Wednesday, 17 June 2015
The Foundation and Fireplay by Steve P. Vincent
So I just got a signed copy of The Foundation by Steve P. Vincent. Why is this so rad? Well, I had the privilege of interviewing Steve last year on the eve of the release of this debut novel. The interview was published in Infusion 51. His website and a link to the interview can be found here.
Not only was I excited to interview a first-time author who was finding success in publishing, but I became even more excited when I finally read the book. It was a wildly entertaining political thriller, not a genre I have really ever read but an easy read and an enjoyable ride. I thought at the time that this is really like a movie, but I actually prefer that I'm reading it and not watching it.
The story centres around Jack Emery, a Pultzer prize-winning Australian journalist living in USA. He works for EMCorp, the most powerful media organisation in the world. A corrupt terrorist organisation called The Foundation For a New America starts a war in Taiwan through terrorist attacks and political blackmail. EMCorp becomes a major part of this group's plan to overtake US congress and it's not long before Jack is personally affected by the ensuing chaos.
The Foundation includes all the good elements of a political thriller: conspiracy, corruption, double-crossing, and dirty-dealing. Vincent likes to blow shit up, ensuring maximum engagement with the reader. He also isn't afraid to put his characters through physical and mental trauma, which provides some of the most satisfying, and I mean that in a narrative sense, moments of the story.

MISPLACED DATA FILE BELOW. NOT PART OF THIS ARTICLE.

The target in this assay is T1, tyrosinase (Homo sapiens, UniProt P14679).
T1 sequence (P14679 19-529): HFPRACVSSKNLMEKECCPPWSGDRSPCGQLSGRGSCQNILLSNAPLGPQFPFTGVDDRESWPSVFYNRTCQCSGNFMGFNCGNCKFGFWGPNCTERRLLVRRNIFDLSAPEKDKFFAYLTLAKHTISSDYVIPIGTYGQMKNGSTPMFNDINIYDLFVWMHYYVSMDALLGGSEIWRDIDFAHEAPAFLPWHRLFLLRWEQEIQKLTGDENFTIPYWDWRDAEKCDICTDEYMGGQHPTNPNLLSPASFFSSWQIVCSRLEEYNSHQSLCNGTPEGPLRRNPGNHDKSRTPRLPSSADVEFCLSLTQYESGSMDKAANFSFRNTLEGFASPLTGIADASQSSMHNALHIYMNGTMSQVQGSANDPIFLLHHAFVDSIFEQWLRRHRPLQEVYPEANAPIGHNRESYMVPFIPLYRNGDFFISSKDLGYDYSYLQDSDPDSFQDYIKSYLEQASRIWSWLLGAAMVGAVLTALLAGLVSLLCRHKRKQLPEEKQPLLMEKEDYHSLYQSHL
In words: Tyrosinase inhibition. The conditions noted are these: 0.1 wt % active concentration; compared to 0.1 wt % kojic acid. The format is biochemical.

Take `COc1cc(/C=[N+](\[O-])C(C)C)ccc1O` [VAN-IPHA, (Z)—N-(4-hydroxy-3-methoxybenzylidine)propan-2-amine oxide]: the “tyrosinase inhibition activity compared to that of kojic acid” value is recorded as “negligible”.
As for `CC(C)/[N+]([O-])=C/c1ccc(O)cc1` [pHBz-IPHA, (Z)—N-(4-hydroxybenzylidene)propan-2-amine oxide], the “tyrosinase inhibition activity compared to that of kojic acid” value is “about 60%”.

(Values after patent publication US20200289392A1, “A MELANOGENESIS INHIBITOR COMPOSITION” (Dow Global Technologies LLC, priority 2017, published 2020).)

This is an impressive debut novel, tight and well paced, and a true page-turner. So much so that I read the last third in one sitting.
In anticipation of The Foundation's sequel, Vincent released a prequel novella, titled Fireplay, back in May. And because he's such a cool dude, it's a freebie.
It follows Jack on a trip to Afghanistan, penning a story that ultimately wins him the Pulitzer prize. Explosions ensue, and what's even more explosive is what he uncovers at a US military base.
This prequel establishes Jack's character well, with the weight of his experiences here giving some insight into his alienation and alcoholism in The Foundation.
A lot of fun and an easy read. I read it in about an hour over coffees at my local cafe.
The Foundation and Fireplay are now available to download in e-book, The Foundation is also available in print, and IN EVEN BETTER NEWS the sequel State of Emergency has also been released in e-book! I'll be reviewing State of Emergency once I have read it, so watch this space.